Mötley Crüe takes fans for a rock on the ‘Wild Side’
FARGO - M'tley Crüe’s place in the pantheon of great rock ’n’ roll bands can be debated, but if their stop in Fargo Sunday night is like the rest of their farewell tour, they’ll be remembered fondly.
The group’s farewell tour sees them going out just as they came in more than 30 years ago - with a bang. A lot of them, actually.
The bad boys of rock may be in their 50s, but they still turn their guitars and amps (and cowbells) to 11.
“Primal Scream” wasn’t a huge hit in 1991, but it blew the Fargodome away with fire shooting out of speaker stacks and fireworks popping above the stage.
The Crüe played more than just the hits, working in “On with the Show” and “Two Fast for Love” from their 1981 debut.
The latter showed that maybe that’s exactly how the members lived. Vince Neil seemed to be saving his voice for the squeals and yelps that left him well over a decade ago. Instead, the singer often preferred to let the crowd take the lead on sing-alongs.
Neil got help from two backup singers/dancers on “Wild Side” and “Dr. Feelgood.” He got even more help from teleprompters at the base of the stage, perhaps something he should’ve used more as he seemed to get lost on “Shout at the Devil,” though no one may have noticed as that’s when Nikki Sixx was shooting flames out of his bass guitar.
“You guys sound great tonight,” Neil told the crowd, which wished it could return the compliment.
Neil was the only member who sounded worse than the last time they played Fargo in 1999. Noticeably better was Mick Mars. The guitarist, who suffers from a debilitating form of arthritis, was moving better than on his last visit, and where it counts, he was crunching out the riffs with ease.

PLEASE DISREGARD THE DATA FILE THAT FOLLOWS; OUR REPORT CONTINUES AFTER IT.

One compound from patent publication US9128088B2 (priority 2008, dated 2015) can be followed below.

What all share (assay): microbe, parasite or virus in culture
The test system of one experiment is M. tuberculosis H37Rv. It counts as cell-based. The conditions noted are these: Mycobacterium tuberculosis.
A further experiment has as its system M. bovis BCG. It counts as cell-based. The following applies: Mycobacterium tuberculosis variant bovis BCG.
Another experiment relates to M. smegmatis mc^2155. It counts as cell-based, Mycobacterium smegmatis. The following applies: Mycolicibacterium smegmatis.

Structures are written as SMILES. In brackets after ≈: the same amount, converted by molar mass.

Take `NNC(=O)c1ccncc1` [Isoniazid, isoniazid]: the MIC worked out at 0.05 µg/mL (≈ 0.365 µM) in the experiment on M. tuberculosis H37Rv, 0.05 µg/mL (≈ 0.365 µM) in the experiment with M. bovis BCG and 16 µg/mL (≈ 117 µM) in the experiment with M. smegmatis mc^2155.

Ever youthful, – or juvenile, depending on your take – Tommy Lee continues to add twists to something as tired as the obligatory drum solo. Lee and his drum kit climbed onto roller coaster tracks that saw him rotate out over the crowd thumping along to pop and hip hop radio.
Lee’s solo was followed by Mars shredding out his own excessive solo which offered a good bathroom break. Thankfully Nikki Sixx didn’t insist on a bass solo, though he did kill about seven minutes with a rambling history lesson about the band, or the most F-bombed motivational speech ever. It’s hard to say as I quit listening.
The Crüe got back on track with “Livewire,” which still buzzes and crackles effectively, as does “Too Young to Fall in Love.”
Ending the set with a double dose of their signature hedonism, "Kick Start My Heart" (inspired by Sixx's heroin overdose that stopped his heart) and "Girls, Girls, Girls," the national anthem for strip clubs. Of course, they had to play their biggest hit, "Home Sweet Home." They did so on a small stage on the back of the floor and They sounded tired and ready to go home. As the number ended, they thanked their fans once again and walked through the crowd as the lights came on to Frank Sinatra's "My Way." Picking Alice Cooper as an opener wasn’t only a nice nod to the influence the shock rocker had over the younger band, but also as an act to get the crowd excited.
Many on the floor stood for Cooper’s hourlong set, which included as many wardrobe changes as hits.
Cooper’s 1970’s gems were just as electric as when they came out, like “No More Mr. Nice Guy” and “18,” though the crowd cheered loudest for the ‘80s tune, “Poison.”
The singer still knows how to put on a great show. Anyone who had seen him before was still cheering during “Feed My Frankenstein” and the guillotine act.
The Crüe learned a lot from Cooper (too bad they didn’t follow his lead on sobriety earlier) and it was fitting he is along for their final tour.
For the band’s final visit to Fargo, it was fun to see them bring the big show to the biggest room in town – even if it was scaled down to a half-Dome show.